The extent in which Bill’s pride in himself is contingent upon Harold is evident when he swears to his son that he won’t fight anymore—“Not if the King of England come to me on his bended knees.” This devotion to his son is certainly laudable, and in some ways a rejection of his earlier pride in his career; at the same time, though, his decision is fueled by the desire to avoid inducing shame, the opposite of pride, in himself or his child.
Percy, meanwhile, claims that he couldn’t help but intervene in Bill’s life out of selfless concern for his brother-in-law’s fate if he continued to follow his “wicked ways” as “a man of wrath.” However, Wodehouse implies that Percy cares more about his personal triumph than Bill’s salvation. Throughout the story, Percy emphasizes his own achievement rather than Bill’s decision: “I been wrestling with Bill, and I been vouchsafed the victory,” Percy announces to his sister when he and Bill decamp from the training center. He continues to boast: “‘I been vouchsafed the victory,’ repeated the major […] ‘At the eleventh hour it has been vouchsafed to me to snatch the brand from the burning.’”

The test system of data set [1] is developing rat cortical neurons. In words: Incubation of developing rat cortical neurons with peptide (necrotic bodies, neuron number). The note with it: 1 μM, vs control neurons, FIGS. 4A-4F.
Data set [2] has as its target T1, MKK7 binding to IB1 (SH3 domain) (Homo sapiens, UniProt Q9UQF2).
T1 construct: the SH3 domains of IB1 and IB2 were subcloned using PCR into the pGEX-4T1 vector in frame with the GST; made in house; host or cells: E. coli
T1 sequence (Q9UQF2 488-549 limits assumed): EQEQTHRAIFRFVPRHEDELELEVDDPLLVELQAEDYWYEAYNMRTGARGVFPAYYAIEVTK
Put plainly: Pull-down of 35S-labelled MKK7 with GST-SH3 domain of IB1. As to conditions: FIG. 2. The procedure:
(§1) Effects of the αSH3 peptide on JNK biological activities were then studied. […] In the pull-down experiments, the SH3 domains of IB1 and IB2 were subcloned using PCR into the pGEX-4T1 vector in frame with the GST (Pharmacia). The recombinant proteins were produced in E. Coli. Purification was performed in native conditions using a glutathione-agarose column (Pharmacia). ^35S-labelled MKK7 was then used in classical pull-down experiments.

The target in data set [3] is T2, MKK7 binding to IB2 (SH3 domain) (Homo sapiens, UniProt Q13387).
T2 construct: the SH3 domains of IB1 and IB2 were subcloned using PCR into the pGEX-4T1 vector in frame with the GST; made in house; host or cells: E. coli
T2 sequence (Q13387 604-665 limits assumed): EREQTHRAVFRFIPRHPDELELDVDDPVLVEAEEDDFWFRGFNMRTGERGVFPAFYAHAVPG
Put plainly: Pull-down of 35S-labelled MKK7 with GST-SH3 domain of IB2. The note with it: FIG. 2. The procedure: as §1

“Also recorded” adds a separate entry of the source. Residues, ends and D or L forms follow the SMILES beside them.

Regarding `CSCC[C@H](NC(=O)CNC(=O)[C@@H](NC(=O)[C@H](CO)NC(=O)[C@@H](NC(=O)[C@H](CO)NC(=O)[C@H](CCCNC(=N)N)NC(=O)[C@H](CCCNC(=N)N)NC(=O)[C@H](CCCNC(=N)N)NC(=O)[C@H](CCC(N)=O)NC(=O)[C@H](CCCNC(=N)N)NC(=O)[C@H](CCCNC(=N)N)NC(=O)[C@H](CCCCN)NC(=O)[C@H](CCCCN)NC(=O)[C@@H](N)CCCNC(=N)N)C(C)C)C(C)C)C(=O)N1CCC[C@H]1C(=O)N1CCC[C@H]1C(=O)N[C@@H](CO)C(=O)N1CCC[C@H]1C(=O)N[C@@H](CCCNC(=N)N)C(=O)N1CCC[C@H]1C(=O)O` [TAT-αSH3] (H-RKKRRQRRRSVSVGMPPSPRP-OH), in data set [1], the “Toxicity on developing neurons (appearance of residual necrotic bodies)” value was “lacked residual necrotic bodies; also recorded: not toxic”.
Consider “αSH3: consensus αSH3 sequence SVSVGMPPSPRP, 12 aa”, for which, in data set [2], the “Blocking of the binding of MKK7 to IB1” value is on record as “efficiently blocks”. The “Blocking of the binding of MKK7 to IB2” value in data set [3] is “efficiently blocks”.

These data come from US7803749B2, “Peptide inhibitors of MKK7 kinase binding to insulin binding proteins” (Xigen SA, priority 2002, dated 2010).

Jerry also maintains that he’s invested in Bill’s training for Bill’s sake. He entreats his trainee: “Think of the purse […] Think of the Lonsdale belt they’ll have to let you try for if you beat this Murphy […] Think of all the trouble you’ve took for the last weeks getting yourself into condition.” However, when Bill continues to refuse him, Jerry’s goodwill sours and he becomes increasingly agitated. After he pleads with Bill to think “of what the papers’ll say” and, then, to “think of me,” the reader begins to suspect that what most concerns Jerry are his pride and reputation as a trainer. Eventually Jerry seizes the opportunity to get back at Bill for the humiliation of losing his champion before the biggest fight in his career: “He considered that he had been badly treated, and what he wanted most at the moment was revenge. He had been fond and proud of Bill Bramble, but those emotions belonged to the dead past.” His warm pride in Bill only lasts as long as Bill’s wins bolster his Jerry’s pride in himself.
Harold is the only character who openly admits to serving his pride. When he hears about his father’s career, he calls it as he sees it: an opportunity to boost his reputation among his peers. “Pa, can’t you give me a picture of yourself boxing? I could swank like anything,” he exclaims. Harold’s parents have kept the truth about Bill’s boxing from him precisely because they’ve believed he would not be as impressed with Bill’s physical feats as all the simple “swells” in London were. They believed that their “perfect” son would be above taking pride in his father’s fame. Ironically, Harold is thrilled at the chance to impress the other boys with his famous father—“they’d […] look up to me like anything,” he declares.